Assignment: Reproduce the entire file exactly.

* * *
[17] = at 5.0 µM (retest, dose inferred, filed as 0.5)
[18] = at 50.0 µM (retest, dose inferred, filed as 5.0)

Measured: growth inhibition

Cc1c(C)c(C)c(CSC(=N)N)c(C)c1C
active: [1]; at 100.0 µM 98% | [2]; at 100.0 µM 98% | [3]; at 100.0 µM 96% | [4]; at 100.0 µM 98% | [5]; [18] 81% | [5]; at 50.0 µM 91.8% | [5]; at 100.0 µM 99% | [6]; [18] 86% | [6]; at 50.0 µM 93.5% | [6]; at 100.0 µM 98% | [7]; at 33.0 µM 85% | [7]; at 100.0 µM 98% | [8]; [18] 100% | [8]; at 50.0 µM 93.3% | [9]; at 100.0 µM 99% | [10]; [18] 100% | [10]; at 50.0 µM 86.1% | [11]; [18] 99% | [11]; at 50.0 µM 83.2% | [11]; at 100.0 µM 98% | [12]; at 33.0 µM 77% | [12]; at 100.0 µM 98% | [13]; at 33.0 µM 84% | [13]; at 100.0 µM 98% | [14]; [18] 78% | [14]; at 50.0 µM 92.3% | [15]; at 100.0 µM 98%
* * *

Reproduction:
[17] = at 5.0 µM (retest, dose inferred, filed as 0.5)
[18] = at 50.0 µM (retest, dose inferred, filed as 5.0)

Measured: growth inhibition

Cc1c(C)c(C)c(CSC(=N)N)c(C)c1C
active: [1]; at 100.0 µM 98% | [2]; at 100.0 µM 98% | [3]; at 100.0 µM 96% | [4]; at 100.0 µM 98% | [5]; [18] 81% | [5]; at 50.0 µM 91.8% | [5]; at 100.0 µM 99% | [6]; [18] 86% | [6]; at 50.0 µM 93.5% | [6]; at 100.0 µM 98% | [7]; at 33.0 µM 85% | [7]; at 100.0 µM 98% | [8]; [18] 100% | [8]; at 50.0 µM 93.3% | [9]; at 100.0 µM 99% | [10]; [18] 100% | [10]; at 50.0 µM 86.1% | [11]; [18] 99% | [11]; at 50.0 µM 83.2% | [11]; at 100.0 µM 98% | [12]; at 33.0 µM 77% | [12]; at 100.0 µM 98% | [13]; at 33.0 µM 84% | [13]; at 100.0 µM 98% | [14]; [18] 78% | [14]; at 50.0 µM 92.3% | [15]; at 100.0 µM 98%